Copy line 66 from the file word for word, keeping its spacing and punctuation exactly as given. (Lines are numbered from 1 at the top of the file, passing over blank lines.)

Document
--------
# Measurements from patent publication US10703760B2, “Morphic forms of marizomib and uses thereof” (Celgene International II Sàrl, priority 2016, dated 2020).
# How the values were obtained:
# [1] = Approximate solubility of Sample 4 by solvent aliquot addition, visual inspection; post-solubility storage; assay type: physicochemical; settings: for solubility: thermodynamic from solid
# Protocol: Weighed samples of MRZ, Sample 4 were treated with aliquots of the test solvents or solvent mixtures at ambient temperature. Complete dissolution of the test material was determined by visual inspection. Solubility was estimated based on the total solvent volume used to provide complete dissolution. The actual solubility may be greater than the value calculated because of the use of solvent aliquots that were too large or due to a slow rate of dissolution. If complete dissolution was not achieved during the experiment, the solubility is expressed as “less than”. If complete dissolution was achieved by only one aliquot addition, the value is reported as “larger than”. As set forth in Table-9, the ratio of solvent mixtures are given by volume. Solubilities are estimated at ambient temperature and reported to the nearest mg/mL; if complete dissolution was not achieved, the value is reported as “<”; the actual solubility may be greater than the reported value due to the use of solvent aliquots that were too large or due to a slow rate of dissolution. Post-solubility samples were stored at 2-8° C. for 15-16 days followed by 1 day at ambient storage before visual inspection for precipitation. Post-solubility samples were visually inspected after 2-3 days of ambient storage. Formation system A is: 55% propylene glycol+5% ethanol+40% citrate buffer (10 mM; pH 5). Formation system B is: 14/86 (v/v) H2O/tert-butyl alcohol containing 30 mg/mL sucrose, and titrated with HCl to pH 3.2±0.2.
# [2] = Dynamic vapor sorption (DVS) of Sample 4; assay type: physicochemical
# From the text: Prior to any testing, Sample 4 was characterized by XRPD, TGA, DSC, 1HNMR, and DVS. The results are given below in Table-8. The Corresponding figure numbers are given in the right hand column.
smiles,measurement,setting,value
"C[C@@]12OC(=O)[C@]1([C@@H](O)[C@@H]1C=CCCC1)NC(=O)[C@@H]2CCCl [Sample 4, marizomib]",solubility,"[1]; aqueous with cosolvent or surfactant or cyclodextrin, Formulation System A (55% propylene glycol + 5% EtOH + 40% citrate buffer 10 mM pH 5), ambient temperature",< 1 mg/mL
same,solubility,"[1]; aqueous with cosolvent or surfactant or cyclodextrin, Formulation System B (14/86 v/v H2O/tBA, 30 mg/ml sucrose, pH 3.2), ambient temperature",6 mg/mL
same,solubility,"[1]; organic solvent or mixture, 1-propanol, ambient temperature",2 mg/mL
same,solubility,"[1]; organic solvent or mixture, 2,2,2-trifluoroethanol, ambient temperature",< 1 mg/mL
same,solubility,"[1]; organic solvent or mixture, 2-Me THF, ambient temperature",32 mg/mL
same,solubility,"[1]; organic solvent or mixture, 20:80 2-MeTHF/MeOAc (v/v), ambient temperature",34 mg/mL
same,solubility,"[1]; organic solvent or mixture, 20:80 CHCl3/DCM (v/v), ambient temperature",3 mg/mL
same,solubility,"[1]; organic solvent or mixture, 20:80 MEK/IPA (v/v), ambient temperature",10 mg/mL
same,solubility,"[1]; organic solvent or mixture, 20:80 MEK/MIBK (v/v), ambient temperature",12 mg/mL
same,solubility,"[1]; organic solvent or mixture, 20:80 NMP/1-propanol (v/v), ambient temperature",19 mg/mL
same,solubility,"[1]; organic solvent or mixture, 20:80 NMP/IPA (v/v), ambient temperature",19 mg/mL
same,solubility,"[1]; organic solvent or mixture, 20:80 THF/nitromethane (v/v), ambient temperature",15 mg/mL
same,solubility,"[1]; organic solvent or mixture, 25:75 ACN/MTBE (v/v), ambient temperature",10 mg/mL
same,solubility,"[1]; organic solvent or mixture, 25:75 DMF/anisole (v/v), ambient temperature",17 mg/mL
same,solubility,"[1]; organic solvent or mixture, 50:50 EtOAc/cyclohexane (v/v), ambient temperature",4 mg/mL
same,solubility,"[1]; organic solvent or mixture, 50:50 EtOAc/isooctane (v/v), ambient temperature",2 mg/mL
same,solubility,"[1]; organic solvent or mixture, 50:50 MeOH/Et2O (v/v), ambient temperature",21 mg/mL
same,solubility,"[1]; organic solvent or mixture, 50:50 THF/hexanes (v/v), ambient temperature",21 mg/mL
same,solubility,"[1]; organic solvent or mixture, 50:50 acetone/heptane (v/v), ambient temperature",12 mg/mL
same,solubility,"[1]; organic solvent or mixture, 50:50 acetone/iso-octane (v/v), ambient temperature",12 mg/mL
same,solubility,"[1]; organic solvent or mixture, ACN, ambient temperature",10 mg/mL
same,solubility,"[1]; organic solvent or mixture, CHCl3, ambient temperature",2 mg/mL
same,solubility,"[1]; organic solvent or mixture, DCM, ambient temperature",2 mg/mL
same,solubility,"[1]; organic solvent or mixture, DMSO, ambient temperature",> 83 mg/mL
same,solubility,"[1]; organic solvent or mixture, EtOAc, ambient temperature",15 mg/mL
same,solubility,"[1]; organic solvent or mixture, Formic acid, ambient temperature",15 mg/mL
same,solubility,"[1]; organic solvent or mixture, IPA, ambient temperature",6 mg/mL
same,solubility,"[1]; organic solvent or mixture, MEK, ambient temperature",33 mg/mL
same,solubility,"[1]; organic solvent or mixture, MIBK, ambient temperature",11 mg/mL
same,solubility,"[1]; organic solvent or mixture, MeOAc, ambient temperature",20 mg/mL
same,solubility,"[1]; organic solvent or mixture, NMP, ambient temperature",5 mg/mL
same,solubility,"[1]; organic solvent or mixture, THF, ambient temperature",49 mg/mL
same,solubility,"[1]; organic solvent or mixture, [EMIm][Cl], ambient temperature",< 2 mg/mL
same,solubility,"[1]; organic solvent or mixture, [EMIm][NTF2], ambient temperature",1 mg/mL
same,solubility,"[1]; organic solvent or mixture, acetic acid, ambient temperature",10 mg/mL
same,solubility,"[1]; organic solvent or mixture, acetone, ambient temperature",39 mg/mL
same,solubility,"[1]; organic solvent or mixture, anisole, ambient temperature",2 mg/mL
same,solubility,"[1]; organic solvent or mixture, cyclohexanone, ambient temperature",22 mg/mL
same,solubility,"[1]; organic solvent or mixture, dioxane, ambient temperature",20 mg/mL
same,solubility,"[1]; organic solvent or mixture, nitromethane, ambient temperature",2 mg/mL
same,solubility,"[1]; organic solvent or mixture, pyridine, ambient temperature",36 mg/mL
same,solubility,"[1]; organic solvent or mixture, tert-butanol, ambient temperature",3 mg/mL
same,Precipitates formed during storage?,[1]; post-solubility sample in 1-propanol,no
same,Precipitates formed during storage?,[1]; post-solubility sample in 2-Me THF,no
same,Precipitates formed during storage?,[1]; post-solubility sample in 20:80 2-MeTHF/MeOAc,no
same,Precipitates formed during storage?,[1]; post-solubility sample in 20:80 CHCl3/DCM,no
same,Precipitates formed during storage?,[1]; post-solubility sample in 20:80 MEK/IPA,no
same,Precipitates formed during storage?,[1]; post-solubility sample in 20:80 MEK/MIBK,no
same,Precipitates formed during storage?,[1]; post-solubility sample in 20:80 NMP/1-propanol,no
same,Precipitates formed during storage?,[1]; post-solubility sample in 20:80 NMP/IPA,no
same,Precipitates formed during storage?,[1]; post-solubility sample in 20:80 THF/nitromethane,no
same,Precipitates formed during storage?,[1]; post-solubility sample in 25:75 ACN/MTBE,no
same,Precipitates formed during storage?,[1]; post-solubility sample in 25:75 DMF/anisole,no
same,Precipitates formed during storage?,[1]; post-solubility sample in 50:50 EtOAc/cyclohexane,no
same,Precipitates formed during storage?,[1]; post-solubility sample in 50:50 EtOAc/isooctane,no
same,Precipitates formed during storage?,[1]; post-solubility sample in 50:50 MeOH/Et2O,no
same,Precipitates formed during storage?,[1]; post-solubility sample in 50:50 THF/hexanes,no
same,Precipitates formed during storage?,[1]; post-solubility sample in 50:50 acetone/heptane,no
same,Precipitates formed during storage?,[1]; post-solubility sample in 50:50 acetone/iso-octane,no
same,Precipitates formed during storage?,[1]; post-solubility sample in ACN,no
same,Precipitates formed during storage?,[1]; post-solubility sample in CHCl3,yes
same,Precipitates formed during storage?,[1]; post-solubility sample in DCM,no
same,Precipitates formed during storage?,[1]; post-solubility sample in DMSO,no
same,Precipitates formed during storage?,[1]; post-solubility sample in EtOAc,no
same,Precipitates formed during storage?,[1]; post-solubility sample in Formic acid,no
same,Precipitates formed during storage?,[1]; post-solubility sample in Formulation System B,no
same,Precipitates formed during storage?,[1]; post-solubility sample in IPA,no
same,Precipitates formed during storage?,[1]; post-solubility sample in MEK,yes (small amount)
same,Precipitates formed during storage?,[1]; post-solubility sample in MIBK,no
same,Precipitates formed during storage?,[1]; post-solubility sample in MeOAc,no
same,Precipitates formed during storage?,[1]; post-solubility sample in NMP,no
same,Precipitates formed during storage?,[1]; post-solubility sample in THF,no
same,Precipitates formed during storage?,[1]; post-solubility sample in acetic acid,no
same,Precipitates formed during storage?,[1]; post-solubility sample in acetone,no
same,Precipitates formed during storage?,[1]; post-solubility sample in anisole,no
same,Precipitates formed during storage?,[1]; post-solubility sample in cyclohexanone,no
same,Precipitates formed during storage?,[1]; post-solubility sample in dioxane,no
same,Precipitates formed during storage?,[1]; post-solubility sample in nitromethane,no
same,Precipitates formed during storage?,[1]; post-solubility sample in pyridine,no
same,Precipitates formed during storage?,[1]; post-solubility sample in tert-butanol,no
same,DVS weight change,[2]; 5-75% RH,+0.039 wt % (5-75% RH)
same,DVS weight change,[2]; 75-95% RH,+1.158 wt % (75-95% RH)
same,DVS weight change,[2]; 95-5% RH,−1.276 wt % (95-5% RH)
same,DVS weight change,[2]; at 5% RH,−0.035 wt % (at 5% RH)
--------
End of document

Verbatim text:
same,Precipitates formed during storage?,[1]; post-solubility sample in 50:50 acetone/iso-octane,no